The BEA report gives some mixed data on the advance estimates of U.S. real GDP for the first quarter 2016.
The White House Blog gives the biggest good news that real residential fixed investment rose 14.8 percent at an annual rate in the first quarter, a step up in growth from 2015, with continued potential for strong growth in coming quarters. In fact residential fixed investment has grown by 8% in last six quarters, which is an indication of the solid recovery in the housing sector that far outpaced GDP growth.
The Housing starts have reached 1.1 million units in March'16 and has further room to grow. This would provide the necessary fillip to the domestic consumption growth.
While real private domestic purchases grew by 1.2% in the first quarter, it rose by 2.6% in the last four quarters. The White House commentary however includes a comment that the incomplete seasonal adjustment may have been the reason for the lower first quarter real GDP estimates and points to residual seasonality to be the primary driver of low estimates for the first quarter.
The biggest drag in the first quarter has been non-residential fixed investments which fell 5.9% and the obvious impacts of lower oil related structures and investments cannot be ignored. This brings us to the question whether low oil prices really had a net positive impact on the GDP growth and the issue still remains unsettled.
I go back to the Economic Report of the President released in February'16 to examine whether low oil prices had a net positive impact on the GDP. On page 53 of the report in Chapter 2 it states, "The non-energy commodity price decline of about 25 percent was considerably less than the about 65-percent decline in oil prices, pointing to the role of oil supply in lowering prices. Lower oil prices affect the U.S. economy through numerous channels (CEA 2014).
"On balance, CEA estimates that lower oil prices directly boosted real GDP growth by 0.2 percentage point during 2015, despite the adverse impacts on domestic energy producers and manufacturers that sell to the energy sector. The decline in oil prices noticeably held down price inflation and supported real income growth in 2015."
The report goes on to explain that U.S. economy is less sensitive to oil price movements today than in the past. Moreover, the direct impact of oil price changes on energy consumers and energy producers moves in opposite directions. The overall impact of oil price changes also depends on the sources of those price changes. For example, if oil prices fall due to lower demand in a weakening global economy, this is likely to also coincide with a reduction in U.S. GDP growth, but it would be incorrect to infer that the oil price decline itself hurt U.S. GDP growth. In contrast, if the price of oil falls due to an increase in oil supply, such as from technological advances in oil extraction or improving geopolitical conditions in oil producing countries, lower oil prices would tend to increase U.S. GDP.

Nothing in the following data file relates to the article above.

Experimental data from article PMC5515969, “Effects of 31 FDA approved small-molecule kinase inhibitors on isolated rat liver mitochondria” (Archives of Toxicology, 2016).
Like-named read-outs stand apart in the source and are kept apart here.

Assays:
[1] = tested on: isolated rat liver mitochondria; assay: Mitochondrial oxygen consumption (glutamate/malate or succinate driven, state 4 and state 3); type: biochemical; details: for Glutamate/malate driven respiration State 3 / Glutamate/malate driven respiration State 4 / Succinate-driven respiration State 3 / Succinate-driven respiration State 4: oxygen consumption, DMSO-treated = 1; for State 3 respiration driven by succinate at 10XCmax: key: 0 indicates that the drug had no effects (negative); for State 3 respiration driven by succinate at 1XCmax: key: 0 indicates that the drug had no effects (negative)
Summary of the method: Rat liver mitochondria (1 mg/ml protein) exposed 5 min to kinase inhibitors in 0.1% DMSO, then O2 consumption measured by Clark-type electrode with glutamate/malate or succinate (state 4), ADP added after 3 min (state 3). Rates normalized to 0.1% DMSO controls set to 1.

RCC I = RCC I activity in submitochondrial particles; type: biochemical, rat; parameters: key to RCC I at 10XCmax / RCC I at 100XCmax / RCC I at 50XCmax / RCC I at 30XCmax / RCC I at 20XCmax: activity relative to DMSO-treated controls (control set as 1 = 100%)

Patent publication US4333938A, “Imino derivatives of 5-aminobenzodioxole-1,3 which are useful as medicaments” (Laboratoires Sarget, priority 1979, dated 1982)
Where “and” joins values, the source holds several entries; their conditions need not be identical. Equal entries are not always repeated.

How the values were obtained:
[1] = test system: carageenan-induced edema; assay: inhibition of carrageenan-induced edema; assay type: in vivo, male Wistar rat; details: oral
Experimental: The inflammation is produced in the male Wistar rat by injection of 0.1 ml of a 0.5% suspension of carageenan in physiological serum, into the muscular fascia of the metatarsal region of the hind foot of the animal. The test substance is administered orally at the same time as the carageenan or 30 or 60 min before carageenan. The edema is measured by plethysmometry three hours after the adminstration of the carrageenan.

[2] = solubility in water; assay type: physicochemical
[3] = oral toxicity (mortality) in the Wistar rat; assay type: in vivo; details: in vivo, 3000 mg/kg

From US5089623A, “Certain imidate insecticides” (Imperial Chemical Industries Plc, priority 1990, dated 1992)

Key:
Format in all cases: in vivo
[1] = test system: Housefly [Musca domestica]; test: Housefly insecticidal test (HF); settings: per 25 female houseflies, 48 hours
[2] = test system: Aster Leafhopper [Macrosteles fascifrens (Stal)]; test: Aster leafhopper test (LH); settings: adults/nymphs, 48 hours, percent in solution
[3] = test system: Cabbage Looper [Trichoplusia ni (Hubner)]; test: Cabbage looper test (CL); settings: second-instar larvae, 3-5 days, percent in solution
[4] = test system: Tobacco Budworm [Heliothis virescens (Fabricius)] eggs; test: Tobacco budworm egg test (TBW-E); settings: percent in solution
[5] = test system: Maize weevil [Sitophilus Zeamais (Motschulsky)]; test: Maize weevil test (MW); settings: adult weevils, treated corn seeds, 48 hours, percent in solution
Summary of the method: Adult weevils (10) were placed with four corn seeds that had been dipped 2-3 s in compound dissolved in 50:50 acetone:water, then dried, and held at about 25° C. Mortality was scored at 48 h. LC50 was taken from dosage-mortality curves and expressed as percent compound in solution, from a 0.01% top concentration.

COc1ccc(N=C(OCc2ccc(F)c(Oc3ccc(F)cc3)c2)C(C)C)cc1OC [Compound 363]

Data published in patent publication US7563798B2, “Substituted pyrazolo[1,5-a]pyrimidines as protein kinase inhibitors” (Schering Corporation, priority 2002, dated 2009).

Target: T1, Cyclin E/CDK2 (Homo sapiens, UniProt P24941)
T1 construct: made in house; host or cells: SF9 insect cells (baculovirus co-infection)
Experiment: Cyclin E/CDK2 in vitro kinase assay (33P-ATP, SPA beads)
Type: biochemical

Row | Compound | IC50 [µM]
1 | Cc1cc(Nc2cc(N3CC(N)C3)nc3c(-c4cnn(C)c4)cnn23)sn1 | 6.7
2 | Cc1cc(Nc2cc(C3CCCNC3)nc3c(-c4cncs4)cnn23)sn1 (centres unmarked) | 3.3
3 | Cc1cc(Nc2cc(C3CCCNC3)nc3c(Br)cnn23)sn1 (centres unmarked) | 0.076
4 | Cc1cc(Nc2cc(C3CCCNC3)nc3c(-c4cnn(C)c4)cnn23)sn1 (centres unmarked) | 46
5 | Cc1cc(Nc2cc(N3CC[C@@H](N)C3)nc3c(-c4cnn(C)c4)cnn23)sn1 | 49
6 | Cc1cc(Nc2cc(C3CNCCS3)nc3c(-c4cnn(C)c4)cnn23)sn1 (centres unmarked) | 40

The decline in the price of domestically-produced oil sold to U.S. consumers has largely offsetting effects for American oil producers and consumers-although differences in how consumers and producers adjust to lower oil prices may differ enough for aggregate impacts from this channel to appear over shorter horizons. Thus, the primary boost to overall output comes from imported oil.
However, the share of imported oil has declined as domestic production increased and domestic oil use fell, so the overall boost to the U.S. economy from this oil price decline is smaller than would have been the case historically. The report explains how in 2015 U.S. spend $100 Billion less in oil imports and how this savings is spread across all oil-using sectors, especially consumers for whom lower gasoline prices freed up income for other purchases. But we must remember that there is always a phase lag between the fall in prices of oil and the consequent channeling of savings from that in non-oil areas of the economy. This aspect would need further data analysis to complete the quarterly linkage of oil price changes and the corresponding GDP for the consequent quarter.
However the higher savings rate as stipulated in the first quarter BEA report (the personal saving rate, personal saving as a percentage of disposable personal income, was 5.2 percent in the first quarter, compared with 5.0 percent in the fourth) is perfectly in line with this observation.
Oil prices seem to be moving in an upward trajectory from April 2016 together with a range of commodities. If the source of this price change is positive signs in the Chinese economy combined with other emerging economies, like India, doing better, then this price rise should impact U.S. GDP positively.
We cannot miss out the good points on job growth.
Job growth has been consistent and robust over the last eight quarters but it is only to be expected that the future job growth cannot be equal to what it has been in the past; the report makes it clear that even if the unemployment rate falls to 4.5 percent and there is a cyclical rebound in labor force participation, the economy would only need to add 190,000 jobs a month, a slower pace than during the past two years. Thus, a slower pace of job growth in 2016 would be consistent with a normalizing and strong labor market.
The only area where some softness is noticeable, is the continuing decline in Goods Exports, the decline touched 5.4% in the last quarter of 2015 in the BEA report.
We have to wait till May 27th for the second estimate of the First Quarter real GDP.
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